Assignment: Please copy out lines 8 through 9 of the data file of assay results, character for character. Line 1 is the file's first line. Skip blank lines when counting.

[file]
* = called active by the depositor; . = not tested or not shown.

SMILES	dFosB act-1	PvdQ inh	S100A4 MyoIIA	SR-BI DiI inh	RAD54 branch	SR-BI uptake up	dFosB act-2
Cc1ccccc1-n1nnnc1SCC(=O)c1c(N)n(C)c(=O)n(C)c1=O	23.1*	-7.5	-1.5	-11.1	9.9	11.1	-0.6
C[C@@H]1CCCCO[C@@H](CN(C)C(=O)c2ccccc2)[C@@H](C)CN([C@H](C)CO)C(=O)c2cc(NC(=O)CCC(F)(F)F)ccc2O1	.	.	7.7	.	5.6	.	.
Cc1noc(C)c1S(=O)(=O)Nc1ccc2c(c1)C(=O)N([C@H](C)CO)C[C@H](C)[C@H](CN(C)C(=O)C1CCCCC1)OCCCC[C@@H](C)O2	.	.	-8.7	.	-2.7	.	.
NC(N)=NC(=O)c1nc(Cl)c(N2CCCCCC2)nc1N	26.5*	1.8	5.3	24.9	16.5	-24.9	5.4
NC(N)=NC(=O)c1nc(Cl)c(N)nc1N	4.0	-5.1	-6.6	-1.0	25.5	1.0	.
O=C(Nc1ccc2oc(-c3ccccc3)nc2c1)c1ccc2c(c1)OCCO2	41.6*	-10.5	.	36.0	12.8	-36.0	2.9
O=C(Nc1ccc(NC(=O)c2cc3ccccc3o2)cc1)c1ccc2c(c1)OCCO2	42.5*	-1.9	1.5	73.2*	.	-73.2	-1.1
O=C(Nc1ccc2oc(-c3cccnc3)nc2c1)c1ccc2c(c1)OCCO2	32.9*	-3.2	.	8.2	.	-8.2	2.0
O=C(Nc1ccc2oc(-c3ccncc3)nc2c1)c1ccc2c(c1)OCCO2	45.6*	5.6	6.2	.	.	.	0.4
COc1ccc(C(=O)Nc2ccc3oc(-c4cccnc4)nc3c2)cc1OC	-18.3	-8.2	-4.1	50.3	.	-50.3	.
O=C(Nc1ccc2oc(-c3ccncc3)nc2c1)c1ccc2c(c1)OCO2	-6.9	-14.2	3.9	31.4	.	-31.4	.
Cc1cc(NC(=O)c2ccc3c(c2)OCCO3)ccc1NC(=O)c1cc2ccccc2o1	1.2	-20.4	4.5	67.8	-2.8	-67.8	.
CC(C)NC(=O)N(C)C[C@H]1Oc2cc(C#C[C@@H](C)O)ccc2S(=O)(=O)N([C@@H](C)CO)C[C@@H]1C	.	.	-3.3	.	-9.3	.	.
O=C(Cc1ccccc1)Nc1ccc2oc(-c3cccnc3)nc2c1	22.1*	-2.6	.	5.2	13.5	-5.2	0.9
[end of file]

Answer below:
O=C(Nc1ccc2oc(-c3ccccc3)nc2c1)c1ccc2c(c1)OCCO2	41.6*	-10.5	.	36.0	12.8	-36.0	2.9
O=C(Nc1ccc(NC(=O)c2cc3ccccc3o2)cc1)c1ccc2c(c1)OCCO2	42.5*	-1.9	1.5	73.2*	.	-73.2	-1.1